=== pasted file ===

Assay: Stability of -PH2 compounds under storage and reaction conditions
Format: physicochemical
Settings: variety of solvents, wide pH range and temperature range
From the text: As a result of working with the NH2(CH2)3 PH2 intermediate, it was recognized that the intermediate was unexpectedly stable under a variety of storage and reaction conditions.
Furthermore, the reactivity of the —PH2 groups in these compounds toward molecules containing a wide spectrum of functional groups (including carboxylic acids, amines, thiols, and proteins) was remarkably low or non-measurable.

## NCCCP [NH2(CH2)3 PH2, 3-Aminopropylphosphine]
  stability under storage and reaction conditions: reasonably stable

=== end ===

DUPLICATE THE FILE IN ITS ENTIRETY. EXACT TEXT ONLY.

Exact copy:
Assay: Stability of -PH2 compounds under storage and reaction conditions
Format: physicochemical
Settings: variety of solvents, wide pH range and temperature range
From the text: As a result of working with the NH2(CH2)3 PH2 intermediate, it was recognized that the intermediate was unexpectedly stable under a variety of storage and reaction conditions.
Furthermore, the reactivity of the —PH2 groups in these compounds toward molecules containing a wide spectrum of functional groups (including carboxylic acids, amines, thiols, and proteins) was remarkably low or non-measurable.

## NCCCP [NH2(CH2)3 PH2, 3-Aminopropylphosphine]
  stability under storage and reaction conditions: reasonably stable